Early Season Thrips Control in Cotton

Thrips Damage to Young Cotton PlantsThere have been some unusually warm temperatures early this spring. These mild conditions are maturing spring host plants and flushing thrips into cotton earlier than normal. Thrips maintain high populations in early-planted cotton in many Southeastern regions.

 

 

Thrips Identification

Adults - slender spindle-shaped bodies with elongat​ed wings, less than 1/12-inch in length and can vary in color. Immatures - lighter in color, similar in shape, but lack wings, a magnification lens may be needed to see small immatures.

 

​Scouting for Thrips

Examine terminals and any newly expanded leaves, especially cotyledon up to the second true leaf stage.

Look for:
  • Adults and immatures1
  • Crinkled leaves
  • Silvery areas of the expanding leaf tissue
  • Darkened bud tissue
  • Death of terminal bud resulting in stunting

(As the plants grow, the older damaged leaves will remain crinkled, which may not be an indicator of current infestation)

Control/Threshold Levels

For 2012, the best control approach is a cotton seed treatment followed by foliar spray. A good seed treatment can be counted on to help in thrips management for up to 3 weeks. However, thrips can severely damage cotton for up to six weeks after emergence, so follow up treatments are necessary when seed treatments are no longer active in the plant. If no seed treatment insecticides were used, foliar insecticides will be needed for in-season control. Foliar insecticides may only be effective for a few days, potentially requiring multiple applications. Cotton producers should scout for thrips from emergence through the five-leaf stage.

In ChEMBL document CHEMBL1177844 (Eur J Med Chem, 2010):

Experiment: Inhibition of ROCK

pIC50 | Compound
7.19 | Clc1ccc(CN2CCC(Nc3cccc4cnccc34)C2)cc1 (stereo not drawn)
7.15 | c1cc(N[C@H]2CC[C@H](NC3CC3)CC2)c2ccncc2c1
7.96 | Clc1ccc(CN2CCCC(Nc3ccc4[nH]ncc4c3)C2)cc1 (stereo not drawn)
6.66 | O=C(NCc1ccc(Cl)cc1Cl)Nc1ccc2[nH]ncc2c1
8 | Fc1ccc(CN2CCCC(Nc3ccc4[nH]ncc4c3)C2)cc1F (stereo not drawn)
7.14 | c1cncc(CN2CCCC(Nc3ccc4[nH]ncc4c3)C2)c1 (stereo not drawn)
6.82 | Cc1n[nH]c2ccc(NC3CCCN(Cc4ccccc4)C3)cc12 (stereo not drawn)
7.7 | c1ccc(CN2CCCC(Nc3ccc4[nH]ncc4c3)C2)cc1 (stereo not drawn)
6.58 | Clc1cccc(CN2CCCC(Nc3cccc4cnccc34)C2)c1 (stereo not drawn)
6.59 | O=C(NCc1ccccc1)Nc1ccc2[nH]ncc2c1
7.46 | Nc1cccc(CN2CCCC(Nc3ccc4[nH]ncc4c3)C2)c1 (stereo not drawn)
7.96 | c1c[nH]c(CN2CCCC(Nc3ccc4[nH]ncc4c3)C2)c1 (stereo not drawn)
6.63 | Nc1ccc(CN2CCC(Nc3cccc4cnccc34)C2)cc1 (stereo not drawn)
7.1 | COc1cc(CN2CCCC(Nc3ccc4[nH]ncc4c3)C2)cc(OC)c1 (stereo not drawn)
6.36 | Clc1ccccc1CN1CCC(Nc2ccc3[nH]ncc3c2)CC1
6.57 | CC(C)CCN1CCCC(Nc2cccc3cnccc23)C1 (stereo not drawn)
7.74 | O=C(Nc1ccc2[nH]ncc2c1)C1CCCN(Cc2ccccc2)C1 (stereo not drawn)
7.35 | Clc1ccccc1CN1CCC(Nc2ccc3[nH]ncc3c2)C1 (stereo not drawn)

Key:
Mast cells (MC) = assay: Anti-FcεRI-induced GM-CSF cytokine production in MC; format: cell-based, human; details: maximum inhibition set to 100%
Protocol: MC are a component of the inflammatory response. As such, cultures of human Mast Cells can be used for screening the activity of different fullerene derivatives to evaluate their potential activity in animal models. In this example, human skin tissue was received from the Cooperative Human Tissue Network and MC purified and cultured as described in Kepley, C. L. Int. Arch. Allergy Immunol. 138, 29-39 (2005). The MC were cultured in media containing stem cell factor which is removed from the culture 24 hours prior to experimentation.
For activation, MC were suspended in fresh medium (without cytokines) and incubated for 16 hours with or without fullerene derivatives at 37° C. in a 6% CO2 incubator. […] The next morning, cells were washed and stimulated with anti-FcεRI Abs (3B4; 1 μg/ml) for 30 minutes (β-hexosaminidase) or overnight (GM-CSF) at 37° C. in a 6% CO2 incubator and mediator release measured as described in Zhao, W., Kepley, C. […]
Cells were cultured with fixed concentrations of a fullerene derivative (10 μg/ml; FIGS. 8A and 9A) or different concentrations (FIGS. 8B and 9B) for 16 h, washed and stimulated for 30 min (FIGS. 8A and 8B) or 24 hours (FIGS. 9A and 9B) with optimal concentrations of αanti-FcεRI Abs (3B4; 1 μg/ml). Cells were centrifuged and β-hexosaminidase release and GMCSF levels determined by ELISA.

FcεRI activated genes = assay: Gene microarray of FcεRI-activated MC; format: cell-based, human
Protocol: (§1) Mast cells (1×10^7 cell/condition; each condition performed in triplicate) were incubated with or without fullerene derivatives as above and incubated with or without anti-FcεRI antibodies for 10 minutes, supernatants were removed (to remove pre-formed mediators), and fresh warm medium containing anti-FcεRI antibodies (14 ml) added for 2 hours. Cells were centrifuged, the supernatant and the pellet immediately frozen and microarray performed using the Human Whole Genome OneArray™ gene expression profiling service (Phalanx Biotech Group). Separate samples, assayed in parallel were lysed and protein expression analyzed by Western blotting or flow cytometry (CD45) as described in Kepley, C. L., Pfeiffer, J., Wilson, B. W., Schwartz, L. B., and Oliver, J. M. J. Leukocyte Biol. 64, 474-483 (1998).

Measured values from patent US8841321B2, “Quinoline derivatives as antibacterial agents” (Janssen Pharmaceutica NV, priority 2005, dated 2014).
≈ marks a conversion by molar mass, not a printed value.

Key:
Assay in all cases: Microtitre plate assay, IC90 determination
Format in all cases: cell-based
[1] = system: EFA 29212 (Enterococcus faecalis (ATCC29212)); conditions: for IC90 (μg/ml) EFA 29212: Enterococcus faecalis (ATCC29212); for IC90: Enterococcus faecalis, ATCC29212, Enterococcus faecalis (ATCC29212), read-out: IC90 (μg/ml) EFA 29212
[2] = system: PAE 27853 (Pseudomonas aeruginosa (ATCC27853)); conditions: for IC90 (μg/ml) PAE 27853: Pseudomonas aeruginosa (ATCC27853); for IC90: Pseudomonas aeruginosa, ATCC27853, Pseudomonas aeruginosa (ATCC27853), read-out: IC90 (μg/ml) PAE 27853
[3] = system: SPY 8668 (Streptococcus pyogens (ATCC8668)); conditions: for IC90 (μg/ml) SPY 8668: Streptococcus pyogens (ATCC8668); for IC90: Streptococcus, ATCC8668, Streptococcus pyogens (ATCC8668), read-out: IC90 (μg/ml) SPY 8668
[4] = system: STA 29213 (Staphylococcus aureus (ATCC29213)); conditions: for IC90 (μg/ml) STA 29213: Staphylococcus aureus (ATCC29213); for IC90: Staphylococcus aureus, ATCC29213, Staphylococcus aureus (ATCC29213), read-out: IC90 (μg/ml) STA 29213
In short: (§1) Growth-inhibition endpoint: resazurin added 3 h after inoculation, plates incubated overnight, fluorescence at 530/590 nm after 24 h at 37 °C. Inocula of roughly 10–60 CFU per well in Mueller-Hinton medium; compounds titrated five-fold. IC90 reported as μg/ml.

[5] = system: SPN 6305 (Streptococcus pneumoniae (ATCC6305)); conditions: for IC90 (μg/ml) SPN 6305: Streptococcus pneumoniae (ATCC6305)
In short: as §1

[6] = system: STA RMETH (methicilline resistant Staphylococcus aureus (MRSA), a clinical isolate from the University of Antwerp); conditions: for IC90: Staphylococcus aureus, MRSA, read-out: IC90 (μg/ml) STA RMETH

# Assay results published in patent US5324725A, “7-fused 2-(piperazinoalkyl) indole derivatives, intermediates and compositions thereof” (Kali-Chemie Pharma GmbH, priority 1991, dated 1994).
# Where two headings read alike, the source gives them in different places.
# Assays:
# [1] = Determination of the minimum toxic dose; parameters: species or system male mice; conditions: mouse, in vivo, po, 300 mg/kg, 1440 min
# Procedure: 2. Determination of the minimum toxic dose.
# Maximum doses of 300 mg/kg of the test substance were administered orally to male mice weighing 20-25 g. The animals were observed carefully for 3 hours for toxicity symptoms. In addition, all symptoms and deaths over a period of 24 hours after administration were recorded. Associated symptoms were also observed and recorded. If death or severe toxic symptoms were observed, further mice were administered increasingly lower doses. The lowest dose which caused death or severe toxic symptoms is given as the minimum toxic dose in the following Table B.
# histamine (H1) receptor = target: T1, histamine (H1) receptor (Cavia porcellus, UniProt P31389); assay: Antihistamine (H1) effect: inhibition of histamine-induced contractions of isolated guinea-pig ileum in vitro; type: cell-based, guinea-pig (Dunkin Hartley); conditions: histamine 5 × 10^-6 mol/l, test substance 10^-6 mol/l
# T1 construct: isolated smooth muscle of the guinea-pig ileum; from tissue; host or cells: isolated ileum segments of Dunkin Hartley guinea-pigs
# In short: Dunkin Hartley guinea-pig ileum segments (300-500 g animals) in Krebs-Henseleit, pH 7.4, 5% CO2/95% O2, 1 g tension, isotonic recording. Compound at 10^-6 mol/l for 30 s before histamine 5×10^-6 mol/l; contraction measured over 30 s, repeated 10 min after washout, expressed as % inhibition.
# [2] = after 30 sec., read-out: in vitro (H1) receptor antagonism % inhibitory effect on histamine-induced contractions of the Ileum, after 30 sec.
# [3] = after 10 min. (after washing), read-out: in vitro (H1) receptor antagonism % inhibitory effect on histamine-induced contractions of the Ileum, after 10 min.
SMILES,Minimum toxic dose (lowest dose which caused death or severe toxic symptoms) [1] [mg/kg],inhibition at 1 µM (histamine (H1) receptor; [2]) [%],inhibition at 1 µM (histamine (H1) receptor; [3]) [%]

​Early-Planted Cotton

When thrips infestations are high and cotton is planted early (prior to May 10) it is recommended that a foliar systemic insecticide should be applied at the 1-leaf stage when a commercial seed treatment was used2. Recent data on thrips insecticide application timing indicates that treatments applied at 1-leaf stage provided the most control3, 4. Any insecticide applications for thrips control applied at or after four- or five-leaf stage will be revenge spraying, providing little return on investment of application cost and time3.​

Late Planted Cotton/Reduced Tillage

For fields planted after May 10 or in fields with reduced tillage, the risk of high thrips infestation is lower and foliar insecticides should be applied when thresholds are met. Later planted fields should still be scouted and treated according to injury symptoms and the presence of thrips, particularly immatures, at or exceeding threshold (2 per plant)3. Planting cotton in mid-May puts a grower “on the fence” when deciding if thrips should be treated or not – scout and treat those fields as needed3.

Threshold

A systemic foliar insecticide should be applied when two to three thrips per plant are counted and immatures are present. Finding several immatures on a plant indicates that the at-plant insecticide is no longer active. For more information on insecticides and threshold levels for thrips refer to the University of Georgia Cooperative Extension Service Cotton Insect Management or your state university extension.​​